7. Douglas K.
    May 5, 2011 at 9:47 am Link

    It’s a stupid measure. Variable tolling is probably the simplest, cheapest way to manage peak-hour congestion. It’s also a fairly libertarian approach … let the market set the price to use a limited resource (highway lanes) during periods of scarcity, and cut the price — or “give it away” when demand is low.

    Fact is, we could probably use variable pricing right now to address rush hour traffic on the I-5 and I-205 bridge with no need to build anything.

    The fact that Eyman’s initiative makes the CRC more difficult is no reason to support it. The money to build this thing won’t be there, variable tolling or not.

  8. EngineerScotty
    May 5, 2011 at 6:23 pm Link

    Eyman gives an interview on the subject; his position is that this propose initiative “reinforces” existing law. (Specifically, he considers tolls to be a form of tax, and tax increases are subject to existing restrictions under Washington law). Not being a Washington resident, I don’t have any comment on his interpretation of things.

  9. Doug Allen
    May 5, 2011 at 7:14 pm Link

    In principle, I agree with Douglas K. that variable tolling is a good way to manage congestion. However, in Oregon, there are some reasons to be wary.

    I listened to the podcast of Oregon Transportation Commission Chair Gail Achterman’s April 22 speech to the City Club http://www.pdxcityclub.org/friday_forum_archive

    While she talked about a “sustainable transportation system” she appeared to be referring to sustainable spending on highways. For this, the Highway Lobby is looking at charging vehicle owners by the mile. Until Oregon changes its constitutional limitations on such taxes and fees, imposition of tolls risks enabling highway expansion. Worse, such fees may not be as positive as a fuel tax in discouraging carbon dioxide emissions.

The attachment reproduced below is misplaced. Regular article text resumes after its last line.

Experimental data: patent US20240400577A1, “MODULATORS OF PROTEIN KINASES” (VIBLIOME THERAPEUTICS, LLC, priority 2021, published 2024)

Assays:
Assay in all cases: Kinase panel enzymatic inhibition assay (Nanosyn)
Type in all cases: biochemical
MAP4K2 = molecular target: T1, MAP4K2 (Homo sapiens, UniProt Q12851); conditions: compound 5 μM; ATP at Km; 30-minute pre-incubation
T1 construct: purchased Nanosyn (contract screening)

Granted that a variable bridge toll is not the same as a mileage fee, I still have some concerns that the proposed bridge toll is largely a way to expand the highway system. I do think Chris Smith is right that there are better reasons to oppose the current CRC plan.

  10. jimkarlock
    May 7, 2011 at 1:05 pm Link

    Doug Allen Says: I still have some concerns that the proposed bridge toll is largely a way to expand the highway system.
    JK: What is wrong with expanding the highway system, allowing people and freight better mobility?

    It also increases our standard of living by reducing transportation time and costs.

    It will reduce CO2 emission since the new Federal automobile efficiency standard will make cars far more efficient than any form of mass transit. Even compared to those systems in our densest region, Los Angeles and densest city NYC where they have more passengers per vehicle.

    And it will make buses faster by reducing congestion. (Yes, increasing road capacity DOES reduce congestion!)

    Thanks
    JK

  11. jimkarlock
    May 7, 2011 at 1:15 pm Link

    Chris: I can’t say I have a lot of love for folks who attempt to use the initiative system to limit the role of government.
    JK: How about those who used it to take away the ability of the government to mis-interpert the constitution and forbid voting by women?

    How about that conservative initiative that took away the government’s power to ban doctors’ writing fatal prescriptions (assisted suicide)?

    Chris: I cut my teeth in statewide politics a decade ago working to oppose measures by anti-tax activists that would have gutted critical services.
    JK: You mean like gutting Portland teachers’ pay, so they have to survive on a paultry $93,800 per year average.

    Perhaps you mean like taking $100 million per year property tax money and effectively giving it to developers?